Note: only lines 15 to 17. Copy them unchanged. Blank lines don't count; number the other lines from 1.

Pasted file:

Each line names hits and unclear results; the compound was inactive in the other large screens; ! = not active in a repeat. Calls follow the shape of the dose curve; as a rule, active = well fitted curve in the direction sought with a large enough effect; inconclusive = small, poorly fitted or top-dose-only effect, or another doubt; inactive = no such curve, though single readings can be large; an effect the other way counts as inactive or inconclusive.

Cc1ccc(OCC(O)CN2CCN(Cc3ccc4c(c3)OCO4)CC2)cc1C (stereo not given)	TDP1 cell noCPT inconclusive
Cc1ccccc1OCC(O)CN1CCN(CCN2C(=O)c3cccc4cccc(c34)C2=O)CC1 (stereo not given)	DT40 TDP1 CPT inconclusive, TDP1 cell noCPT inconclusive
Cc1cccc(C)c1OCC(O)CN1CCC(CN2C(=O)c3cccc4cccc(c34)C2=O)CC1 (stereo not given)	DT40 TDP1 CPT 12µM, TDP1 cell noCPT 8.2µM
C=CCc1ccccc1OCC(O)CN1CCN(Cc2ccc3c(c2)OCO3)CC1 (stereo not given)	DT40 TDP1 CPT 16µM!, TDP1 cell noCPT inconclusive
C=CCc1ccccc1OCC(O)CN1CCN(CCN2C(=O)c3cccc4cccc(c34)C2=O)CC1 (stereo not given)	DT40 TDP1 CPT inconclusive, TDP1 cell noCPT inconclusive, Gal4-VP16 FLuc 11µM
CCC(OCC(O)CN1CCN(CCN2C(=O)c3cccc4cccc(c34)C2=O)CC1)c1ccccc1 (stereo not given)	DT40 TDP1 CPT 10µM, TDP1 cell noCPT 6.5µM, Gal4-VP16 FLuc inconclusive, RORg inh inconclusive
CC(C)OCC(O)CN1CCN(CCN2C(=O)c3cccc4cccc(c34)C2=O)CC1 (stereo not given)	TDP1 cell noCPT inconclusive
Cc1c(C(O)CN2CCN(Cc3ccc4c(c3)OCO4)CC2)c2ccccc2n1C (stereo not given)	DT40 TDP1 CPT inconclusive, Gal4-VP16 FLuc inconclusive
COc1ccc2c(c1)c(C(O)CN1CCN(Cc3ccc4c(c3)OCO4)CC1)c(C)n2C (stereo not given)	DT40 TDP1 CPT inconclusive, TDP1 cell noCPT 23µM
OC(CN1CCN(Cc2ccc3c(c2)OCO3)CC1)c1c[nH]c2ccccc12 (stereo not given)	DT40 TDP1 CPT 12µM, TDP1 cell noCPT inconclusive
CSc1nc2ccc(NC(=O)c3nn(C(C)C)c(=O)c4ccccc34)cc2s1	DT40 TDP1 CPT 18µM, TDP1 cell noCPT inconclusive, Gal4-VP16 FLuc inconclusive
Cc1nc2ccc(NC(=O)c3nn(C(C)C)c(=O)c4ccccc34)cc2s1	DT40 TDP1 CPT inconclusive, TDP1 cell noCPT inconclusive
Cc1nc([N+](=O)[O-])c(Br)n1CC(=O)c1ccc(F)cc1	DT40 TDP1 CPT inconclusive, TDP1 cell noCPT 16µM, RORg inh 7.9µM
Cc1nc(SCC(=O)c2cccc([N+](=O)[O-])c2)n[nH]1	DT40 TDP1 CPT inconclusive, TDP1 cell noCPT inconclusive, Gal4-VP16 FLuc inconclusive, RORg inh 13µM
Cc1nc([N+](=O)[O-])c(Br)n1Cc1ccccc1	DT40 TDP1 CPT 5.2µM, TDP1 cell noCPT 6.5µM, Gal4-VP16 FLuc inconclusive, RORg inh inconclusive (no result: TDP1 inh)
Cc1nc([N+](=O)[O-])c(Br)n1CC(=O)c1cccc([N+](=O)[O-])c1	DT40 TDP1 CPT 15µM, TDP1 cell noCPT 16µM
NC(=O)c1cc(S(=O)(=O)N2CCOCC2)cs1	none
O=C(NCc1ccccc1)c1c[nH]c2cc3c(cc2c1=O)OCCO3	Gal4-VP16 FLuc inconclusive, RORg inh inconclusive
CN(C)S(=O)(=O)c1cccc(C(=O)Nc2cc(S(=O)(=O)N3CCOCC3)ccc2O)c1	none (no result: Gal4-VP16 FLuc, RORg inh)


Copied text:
Cc1nc(SCC(=O)c2cccc([N+](=O)[O-])c2)n[nH]1	DT40 TDP1 CPT inconclusive, TDP1 cell noCPT inconclusive, Gal4-VP16 FLuc inconclusive, RORg inh 13µM
Cc1nc([N+](=O)[O-])c(Br)n1Cc1ccccc1	DT40 TDP1 CPT 5.2µM, TDP1 cell noCPT 6.5µM, Gal4-VP16 FLuc inconclusive, RORg inh inconclusive (no result: TDP1 inh)
Cc1nc([N+](=O)[O-])c(Br)n1CC(=O)c1cccc([N+](=O)[O-])c1	DT40 TDP1 CPT 15µM, TDP1 cell noCPT 16µM